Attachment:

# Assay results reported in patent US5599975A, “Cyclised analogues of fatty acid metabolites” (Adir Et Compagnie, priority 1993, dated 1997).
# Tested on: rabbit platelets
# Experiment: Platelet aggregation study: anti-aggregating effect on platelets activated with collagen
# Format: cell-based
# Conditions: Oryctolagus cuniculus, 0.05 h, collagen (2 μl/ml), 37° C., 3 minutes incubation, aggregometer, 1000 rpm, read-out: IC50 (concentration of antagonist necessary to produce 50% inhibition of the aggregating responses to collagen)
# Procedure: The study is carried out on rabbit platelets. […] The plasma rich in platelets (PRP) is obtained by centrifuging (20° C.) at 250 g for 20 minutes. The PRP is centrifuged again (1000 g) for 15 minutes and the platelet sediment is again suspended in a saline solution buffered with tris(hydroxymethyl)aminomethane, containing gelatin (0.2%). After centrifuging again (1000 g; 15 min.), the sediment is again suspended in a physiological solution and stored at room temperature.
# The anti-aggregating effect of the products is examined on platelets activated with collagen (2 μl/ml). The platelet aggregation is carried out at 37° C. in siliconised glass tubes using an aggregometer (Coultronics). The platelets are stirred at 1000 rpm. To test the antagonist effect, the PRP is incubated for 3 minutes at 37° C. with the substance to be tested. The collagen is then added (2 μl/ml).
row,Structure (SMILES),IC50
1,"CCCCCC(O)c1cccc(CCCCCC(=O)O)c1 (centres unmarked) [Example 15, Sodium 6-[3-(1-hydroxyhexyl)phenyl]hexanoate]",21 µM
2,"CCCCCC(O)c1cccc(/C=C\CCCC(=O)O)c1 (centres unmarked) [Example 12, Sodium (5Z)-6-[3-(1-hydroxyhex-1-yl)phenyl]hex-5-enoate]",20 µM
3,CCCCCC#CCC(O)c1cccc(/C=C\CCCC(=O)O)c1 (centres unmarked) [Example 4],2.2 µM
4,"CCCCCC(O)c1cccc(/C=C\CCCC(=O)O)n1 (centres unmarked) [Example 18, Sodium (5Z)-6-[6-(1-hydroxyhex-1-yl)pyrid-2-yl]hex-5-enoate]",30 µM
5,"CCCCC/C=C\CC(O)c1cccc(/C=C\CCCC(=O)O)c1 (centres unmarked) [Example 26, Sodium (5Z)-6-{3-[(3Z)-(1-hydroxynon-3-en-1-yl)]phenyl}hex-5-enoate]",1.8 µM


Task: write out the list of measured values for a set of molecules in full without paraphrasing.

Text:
# Assay results reported in patent US5599975A, “Cyclised analogues of fatty acid metabolites” (Adir Et Compagnie, priority 1993, dated 1997).
# Tested on: rabbit platelets
# Experiment: Platelet aggregation study: anti-aggregating effect on platelets activated with collagen
# Format: cell-based
# Conditions: Oryctolagus cuniculus, 0.05 h, collagen (2 μl/ml), 37° C., 3 minutes incubation, aggregometer, 1000 rpm, read-out: IC50 (concentration of antagonist necessary to produce 50% inhibition of the aggregating responses to collagen)
# Procedure: The study is carried out on rabbit platelets. […] The plasma rich in platelets (PRP) is obtained by centrifuging (20° C.) at 250 g for 20 minutes. The PRP is centrifuged again (1000 g) for 15 minutes and the platelet sediment is again suspended in a saline solution buffered with tris(hydroxymethyl)aminomethane, containing gelatin (0.2%). After centrifuging again (1000 g; 15 min.), the sediment is again suspended in a physiological solution and stored at room temperature.
# The anti-aggregating effect of the products is examined on platelets activated with collagen (2 μl/ml). The platelet aggregation is carried out at 37° C. in siliconised glass tubes using an aggregometer (Coultronics). The platelets are stirred at 1000 rpm. To test the antagonist effect, the PRP is incubated for 3 minutes at 37° C. with the substance to be tested. The collagen is then added (2 μl/ml).
row,Structure (SMILES),IC50
1,"CCCCCC(O)c1cccc(CCCCCC(=O)O)c1 (centres unmarked) [Example 15, Sodium 6-[3-(1-hydroxyhexyl)phenyl]hexanoate]",21 µM
2,"CCCCCC(O)c1cccc(/C=C\CCCC(=O)O)c1 (centres unmarked) [Example 12, Sodium (5Z)-6-[3-(1-hydroxyhex-1-yl)phenyl]hex-5-enoate]",20 µM
3,CCCCCC#CCC(O)c1cccc(/C=C\CCCC(=O)O)c1 (centres unmarked) [Example 4],2.2 µM
4,"CCCCCC(O)c1cccc(/C=C\CCCC(=O)O)n1 (centres unmarked) [Example 18, Sodium (5Z)-6-[6-(1-hydroxyhex-1-yl)pyrid-2-yl]hex-5-enoate]",30 µM
5,"CCCCC/C=C\CC(O)c1cccc(/C=C\CCCC(=O)O)c1 (centres unmarked) [Example 26, Sodium (5Z)-6-{3-[(3Z)-(1-hydroxynon-3-en-1-yl)]phenyl}hex-5-enoate]",1.8 µM